Hydropower today has a key role in the transition to clean energy not only through the massive quantities of low-carbon electricity it produces but also because of its unmatched capabilities for providing flexibility and storage. However, its growth worldwide is set to slow significantly this decade, putting at risk the ambitions of countries across the globe to reach net-zero emissions while ensuring reliable and affordable energy supplies for their citizens, according to a new report by the International Energy Agency (IEA).
Overall, global hydropower capacity is expected to increase by 17 per cent between 2021 and 2030 – led by China, India, Turkey and Ethiopia. However, the projected growth for the 2020s is nearly 25 per cent slower than hydropower’s expansion in the previous decade.
Reversing the expected slowdown will require a range of strong policy actions from governments to address the major challenges that are hampering the faster deployment of hydropower, according to the report. These measures include providing long-term visibility on revenues to ensure hydropower projects are economically viable and sufficiently attractive to investors, while still ensuring robust sustainability standards.
In 2020, hydropower supplied one-sixth of global electricity generation, making it the single largest source of low-carbon power – and more than all other renewables combined. Its output has increased 70 per cent over the past two decades, but its share of the global electricity supply has held steady because of the increases in wind, solar PV, natural gas and coal. Nonetheless, hydropower currently meets the majority of electricity demand across 28 different emerging and developing economies, which have a total population of 800 million.
“Hydropower is the forgotten giant of clean electricity and it needs to be put squarely back on the energy and climate agenda if countries are serious about meeting their net-zero goals,” said Fatih Birol, the IEA Executive Director. “It brings valuable scale and flexibility to help electricity systems adjust quickly to shifts in demand and to compensate for fluctuations in supply from other sources. Hydropower’s advantages can make it a natural enabler of secure transitions in many countries as they shift to higher and higher shares of solar and wind – provided that hydropower projects are developed in a sustainable and climate-resilient way.”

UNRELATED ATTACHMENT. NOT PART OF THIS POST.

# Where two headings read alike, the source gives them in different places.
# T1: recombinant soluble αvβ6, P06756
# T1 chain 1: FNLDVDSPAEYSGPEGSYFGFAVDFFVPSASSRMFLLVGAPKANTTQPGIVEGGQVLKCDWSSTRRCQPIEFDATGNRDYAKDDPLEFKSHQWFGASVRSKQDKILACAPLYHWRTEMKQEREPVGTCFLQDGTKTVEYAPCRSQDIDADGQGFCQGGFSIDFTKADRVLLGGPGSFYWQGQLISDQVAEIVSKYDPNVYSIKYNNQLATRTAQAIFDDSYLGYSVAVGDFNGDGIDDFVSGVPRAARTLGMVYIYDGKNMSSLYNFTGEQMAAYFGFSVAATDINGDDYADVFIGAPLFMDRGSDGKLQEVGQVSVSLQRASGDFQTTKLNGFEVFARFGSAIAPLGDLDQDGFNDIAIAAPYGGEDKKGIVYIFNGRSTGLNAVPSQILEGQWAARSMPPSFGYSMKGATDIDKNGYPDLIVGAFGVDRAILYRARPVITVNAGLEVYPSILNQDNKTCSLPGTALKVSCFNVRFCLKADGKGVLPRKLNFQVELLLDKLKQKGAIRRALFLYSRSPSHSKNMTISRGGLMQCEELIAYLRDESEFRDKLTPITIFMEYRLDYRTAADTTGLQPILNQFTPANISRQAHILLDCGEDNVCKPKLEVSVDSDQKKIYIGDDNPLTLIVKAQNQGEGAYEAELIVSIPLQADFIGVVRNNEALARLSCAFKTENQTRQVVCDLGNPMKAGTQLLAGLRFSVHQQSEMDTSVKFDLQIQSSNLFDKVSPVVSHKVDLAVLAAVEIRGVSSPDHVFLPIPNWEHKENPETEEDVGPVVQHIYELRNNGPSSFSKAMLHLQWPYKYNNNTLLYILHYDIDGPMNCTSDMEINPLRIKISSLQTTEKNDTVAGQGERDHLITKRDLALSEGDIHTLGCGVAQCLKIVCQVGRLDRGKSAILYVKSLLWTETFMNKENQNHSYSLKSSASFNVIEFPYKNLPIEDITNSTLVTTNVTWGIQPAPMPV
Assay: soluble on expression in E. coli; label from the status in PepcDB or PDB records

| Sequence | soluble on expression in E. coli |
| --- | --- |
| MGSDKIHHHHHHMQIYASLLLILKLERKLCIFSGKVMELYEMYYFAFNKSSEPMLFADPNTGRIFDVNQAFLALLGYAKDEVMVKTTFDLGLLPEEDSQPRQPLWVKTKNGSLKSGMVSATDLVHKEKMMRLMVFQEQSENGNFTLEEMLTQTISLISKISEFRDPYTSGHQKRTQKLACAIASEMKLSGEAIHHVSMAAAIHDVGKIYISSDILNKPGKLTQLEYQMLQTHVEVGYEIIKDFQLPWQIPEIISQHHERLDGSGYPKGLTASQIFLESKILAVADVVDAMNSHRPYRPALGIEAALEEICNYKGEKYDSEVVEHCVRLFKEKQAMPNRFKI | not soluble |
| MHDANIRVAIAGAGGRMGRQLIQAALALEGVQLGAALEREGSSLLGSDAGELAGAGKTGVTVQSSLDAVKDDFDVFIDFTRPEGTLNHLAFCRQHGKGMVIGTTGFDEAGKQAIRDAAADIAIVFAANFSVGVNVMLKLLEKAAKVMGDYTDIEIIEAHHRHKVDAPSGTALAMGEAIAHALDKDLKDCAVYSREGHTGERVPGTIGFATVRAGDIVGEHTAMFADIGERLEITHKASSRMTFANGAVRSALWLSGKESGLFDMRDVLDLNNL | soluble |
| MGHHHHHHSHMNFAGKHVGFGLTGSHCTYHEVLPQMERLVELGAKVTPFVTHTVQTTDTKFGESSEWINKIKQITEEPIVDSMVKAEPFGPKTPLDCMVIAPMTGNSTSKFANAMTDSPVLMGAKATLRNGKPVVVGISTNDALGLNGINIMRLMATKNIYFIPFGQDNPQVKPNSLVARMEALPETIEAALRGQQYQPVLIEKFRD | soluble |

The IEA special report is the first study to provide detailed global forecasts to 2030 for the three main types of hydropower: reservoir, run-of-river and pumped storage facilities. Around half of hydropower’s economically viable potential worldwide is untapped, and this potential is particularly high in emerging economies and developing economies, where it reaches almost 60 per cent.
Between now and 2030, 127 billion US dollars – or almost one-quarter of global hydropower investment – is set to be spent on modernising ageing plants, mostly in advanced economies. Still, the projected investment falls well short of the 300 billion US dollars that the report estimates is necessary to modernise all ageing hydropower plants worldwide.
The IEA report sets out seven key priorities for governments looking to accelerate the deployment of hydropower in a sustainable way. These include locking in long-term pricing structures and ensuring that hydropower projects adhere to strict guidelines and best practices. This kind of approach can minimise sustainability risks and maximise social, economic and environmental advantages.
Responding to the report, Eddie Rich, Chief Executive of the International Hydropower Association (IHA) noted that the world is facing a crisis in energy flexibility and storage.
“If we are to get the most from wind and solar, governments need to incentivise investment in sustainable hydropower to balance up the system when the wind doesn’t blow and the sun doesn’t shine,” he said. “Policy-makers have a huge opportunity to correct this through holistic post-Covid development plans. At the same time, the hydropower sector also needs to step up. Developers have no excuse for projects not to be in line with international good practice.”